My edition is from 1942, and the 200+ page book covers general dance technique, Fox Trot, Waltz, Tango, Rumba, La Conga, Samba, and finally, on four piddly little pages at the end, has the Jitterbug and Lindy Hop.
Interestingly, the steps as illustrated are not what you'd learn today in a jitterbug/swing dance class. There are some similarities, but the names of the dances/moves and even where to place beat 1 are different! This is a good reminder that we often view the past through our own experiences, or oversimplify it by thinking that one person's experiences represents everyone. But this way of thinking about "how things used to be" isn't usually accurate. If you danced at the Savoy Ballroom you would have one idea of Lindy Hop, but if you took a class from Arthur Murray you'd have a completely different understanding of the dance - both things you could have done in New York in 1938. Is one right and the other one wrong?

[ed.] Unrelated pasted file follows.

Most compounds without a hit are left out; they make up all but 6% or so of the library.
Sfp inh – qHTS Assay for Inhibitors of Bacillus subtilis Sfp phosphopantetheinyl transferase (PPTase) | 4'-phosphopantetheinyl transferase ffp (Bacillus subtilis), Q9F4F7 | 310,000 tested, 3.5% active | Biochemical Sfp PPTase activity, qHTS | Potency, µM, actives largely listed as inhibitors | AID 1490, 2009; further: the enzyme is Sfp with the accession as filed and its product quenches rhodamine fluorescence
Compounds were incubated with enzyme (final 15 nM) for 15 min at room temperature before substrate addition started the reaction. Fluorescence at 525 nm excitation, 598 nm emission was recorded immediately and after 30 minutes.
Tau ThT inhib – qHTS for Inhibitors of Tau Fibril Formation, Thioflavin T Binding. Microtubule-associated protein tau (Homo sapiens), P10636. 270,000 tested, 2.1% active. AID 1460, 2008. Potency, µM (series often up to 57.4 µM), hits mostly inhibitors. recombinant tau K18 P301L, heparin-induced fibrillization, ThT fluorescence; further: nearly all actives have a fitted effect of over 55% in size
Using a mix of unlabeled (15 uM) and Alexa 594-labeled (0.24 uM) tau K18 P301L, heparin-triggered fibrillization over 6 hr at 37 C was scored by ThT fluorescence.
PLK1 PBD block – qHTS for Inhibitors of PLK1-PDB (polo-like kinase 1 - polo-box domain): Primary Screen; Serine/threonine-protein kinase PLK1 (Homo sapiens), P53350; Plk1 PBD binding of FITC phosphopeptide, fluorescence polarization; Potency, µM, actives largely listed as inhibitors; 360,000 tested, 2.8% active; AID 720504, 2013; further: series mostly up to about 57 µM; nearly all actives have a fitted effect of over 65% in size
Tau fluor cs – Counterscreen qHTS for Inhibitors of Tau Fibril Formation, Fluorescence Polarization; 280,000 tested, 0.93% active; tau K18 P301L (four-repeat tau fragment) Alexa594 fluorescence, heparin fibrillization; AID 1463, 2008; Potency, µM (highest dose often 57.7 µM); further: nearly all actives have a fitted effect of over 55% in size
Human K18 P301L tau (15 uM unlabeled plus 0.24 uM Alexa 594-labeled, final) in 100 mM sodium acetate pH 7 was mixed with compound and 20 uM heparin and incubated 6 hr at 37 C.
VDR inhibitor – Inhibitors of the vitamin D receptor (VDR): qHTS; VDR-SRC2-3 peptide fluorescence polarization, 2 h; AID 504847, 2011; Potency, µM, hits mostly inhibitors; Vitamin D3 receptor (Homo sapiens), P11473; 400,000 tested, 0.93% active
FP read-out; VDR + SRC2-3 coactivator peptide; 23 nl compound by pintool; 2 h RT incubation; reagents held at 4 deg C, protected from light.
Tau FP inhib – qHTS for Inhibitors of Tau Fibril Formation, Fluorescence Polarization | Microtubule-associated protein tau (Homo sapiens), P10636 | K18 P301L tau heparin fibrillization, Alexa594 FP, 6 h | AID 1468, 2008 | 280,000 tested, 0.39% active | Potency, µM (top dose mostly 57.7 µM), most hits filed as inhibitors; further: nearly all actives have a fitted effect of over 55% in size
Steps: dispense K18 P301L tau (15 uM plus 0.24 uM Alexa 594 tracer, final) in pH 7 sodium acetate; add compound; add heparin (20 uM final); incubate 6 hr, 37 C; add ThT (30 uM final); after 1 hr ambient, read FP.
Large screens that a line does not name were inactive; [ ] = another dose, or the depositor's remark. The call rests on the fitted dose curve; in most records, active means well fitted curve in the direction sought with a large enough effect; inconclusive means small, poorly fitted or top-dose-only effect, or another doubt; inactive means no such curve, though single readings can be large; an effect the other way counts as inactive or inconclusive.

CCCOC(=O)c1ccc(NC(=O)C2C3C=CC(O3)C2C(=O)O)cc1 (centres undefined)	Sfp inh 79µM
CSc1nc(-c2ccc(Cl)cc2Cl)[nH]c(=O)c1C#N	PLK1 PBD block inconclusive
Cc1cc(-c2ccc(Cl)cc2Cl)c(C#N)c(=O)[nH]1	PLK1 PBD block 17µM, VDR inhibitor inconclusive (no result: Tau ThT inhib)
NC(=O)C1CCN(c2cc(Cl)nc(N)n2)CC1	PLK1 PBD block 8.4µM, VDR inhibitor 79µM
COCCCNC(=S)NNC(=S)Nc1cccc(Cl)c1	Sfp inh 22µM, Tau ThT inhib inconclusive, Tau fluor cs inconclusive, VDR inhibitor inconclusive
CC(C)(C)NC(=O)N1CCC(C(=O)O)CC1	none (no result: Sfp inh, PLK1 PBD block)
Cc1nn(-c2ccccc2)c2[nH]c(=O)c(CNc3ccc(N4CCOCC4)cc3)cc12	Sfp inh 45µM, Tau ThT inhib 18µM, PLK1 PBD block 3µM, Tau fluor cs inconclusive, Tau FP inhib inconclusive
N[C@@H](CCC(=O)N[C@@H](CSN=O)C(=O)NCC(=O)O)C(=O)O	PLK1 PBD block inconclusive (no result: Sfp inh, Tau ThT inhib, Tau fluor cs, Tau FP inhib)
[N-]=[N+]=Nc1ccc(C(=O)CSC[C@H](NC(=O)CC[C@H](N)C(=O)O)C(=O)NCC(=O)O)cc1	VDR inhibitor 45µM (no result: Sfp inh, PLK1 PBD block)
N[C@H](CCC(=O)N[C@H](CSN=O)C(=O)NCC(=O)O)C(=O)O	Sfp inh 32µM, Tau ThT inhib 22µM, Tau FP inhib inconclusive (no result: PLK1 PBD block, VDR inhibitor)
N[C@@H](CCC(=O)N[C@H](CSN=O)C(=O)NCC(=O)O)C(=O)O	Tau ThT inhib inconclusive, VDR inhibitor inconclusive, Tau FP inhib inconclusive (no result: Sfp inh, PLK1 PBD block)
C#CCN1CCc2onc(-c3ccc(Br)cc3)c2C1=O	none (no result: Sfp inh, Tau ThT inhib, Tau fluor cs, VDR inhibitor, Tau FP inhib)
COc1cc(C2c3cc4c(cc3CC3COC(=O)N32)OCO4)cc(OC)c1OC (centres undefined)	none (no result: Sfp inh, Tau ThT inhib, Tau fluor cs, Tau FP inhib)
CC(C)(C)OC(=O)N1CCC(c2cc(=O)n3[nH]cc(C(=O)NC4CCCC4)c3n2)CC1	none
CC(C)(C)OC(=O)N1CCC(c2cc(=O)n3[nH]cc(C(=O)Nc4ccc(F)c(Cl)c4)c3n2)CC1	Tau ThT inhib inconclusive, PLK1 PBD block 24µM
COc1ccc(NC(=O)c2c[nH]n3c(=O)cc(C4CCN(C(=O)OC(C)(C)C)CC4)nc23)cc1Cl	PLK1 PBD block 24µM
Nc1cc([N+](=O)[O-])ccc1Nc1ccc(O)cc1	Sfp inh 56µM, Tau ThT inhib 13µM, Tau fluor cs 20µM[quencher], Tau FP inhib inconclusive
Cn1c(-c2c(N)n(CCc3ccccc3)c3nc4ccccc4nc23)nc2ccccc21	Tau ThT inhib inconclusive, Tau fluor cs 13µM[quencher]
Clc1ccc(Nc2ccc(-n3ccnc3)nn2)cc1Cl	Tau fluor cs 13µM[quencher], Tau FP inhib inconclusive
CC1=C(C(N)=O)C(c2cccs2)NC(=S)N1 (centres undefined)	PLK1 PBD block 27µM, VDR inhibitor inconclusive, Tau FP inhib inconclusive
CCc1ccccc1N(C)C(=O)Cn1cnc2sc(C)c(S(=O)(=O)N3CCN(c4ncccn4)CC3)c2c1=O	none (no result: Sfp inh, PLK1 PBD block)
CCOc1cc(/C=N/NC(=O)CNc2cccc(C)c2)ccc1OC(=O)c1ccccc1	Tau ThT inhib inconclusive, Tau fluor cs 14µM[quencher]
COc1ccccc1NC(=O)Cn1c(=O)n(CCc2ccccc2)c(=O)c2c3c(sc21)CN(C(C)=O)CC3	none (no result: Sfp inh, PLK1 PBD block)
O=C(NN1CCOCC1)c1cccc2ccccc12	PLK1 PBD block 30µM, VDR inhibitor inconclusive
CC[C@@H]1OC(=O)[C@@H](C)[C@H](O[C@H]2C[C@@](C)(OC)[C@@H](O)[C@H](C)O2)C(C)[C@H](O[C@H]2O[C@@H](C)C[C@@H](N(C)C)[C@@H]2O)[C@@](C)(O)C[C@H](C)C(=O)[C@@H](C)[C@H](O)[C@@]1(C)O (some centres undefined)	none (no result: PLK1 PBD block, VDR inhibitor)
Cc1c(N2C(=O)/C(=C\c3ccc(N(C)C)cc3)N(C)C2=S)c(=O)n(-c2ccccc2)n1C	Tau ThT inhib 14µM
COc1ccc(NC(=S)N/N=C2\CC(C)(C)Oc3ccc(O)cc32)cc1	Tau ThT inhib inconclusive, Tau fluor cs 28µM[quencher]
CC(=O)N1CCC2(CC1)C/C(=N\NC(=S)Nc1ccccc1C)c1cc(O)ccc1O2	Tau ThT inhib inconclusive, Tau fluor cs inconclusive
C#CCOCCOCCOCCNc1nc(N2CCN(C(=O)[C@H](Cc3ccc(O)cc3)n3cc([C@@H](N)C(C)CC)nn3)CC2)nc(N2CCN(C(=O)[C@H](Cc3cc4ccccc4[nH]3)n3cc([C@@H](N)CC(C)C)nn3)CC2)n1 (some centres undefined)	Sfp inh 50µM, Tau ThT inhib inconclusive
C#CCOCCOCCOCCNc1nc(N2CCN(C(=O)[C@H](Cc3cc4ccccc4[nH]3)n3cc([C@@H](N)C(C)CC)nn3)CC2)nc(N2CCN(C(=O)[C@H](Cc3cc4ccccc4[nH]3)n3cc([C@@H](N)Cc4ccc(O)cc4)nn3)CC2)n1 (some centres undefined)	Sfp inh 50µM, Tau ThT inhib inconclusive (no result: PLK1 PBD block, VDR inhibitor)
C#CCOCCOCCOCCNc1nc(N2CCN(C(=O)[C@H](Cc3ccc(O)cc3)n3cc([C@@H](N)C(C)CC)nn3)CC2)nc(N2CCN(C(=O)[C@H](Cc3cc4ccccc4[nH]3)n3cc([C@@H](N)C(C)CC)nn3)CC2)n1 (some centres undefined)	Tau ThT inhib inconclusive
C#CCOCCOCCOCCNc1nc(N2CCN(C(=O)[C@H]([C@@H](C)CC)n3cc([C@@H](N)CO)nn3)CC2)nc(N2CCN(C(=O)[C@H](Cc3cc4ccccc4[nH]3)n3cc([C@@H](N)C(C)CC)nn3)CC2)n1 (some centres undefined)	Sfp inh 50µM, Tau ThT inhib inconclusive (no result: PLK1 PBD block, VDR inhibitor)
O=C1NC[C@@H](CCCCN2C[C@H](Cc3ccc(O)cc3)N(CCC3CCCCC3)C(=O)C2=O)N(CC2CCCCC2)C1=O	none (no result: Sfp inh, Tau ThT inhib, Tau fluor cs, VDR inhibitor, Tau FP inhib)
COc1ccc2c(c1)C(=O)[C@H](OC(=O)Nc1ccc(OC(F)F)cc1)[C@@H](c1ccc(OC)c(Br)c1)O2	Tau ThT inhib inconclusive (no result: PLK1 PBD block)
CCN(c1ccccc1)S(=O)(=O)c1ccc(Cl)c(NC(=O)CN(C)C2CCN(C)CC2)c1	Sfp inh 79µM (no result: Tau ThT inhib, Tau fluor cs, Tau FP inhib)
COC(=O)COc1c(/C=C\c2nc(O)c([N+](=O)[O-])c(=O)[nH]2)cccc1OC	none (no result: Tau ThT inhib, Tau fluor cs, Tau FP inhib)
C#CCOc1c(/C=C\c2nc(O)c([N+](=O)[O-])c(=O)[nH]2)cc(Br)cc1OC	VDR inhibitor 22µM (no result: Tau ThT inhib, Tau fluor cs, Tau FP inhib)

All swing dances used to be called the Jitterbug -
today we distinguish and separate the various forms much more.
Here, Shag is called a variation on the Jitterbug.
The photograph referenced in the above instructions.
This version of the Lindy Hop starts on the triple step (our modern beat 3) and
removes the rotation of the partners.
This version replaces the triple steps with a tap-step, but it's still an 8-count basic.
"Sugars" are what we call swivels today.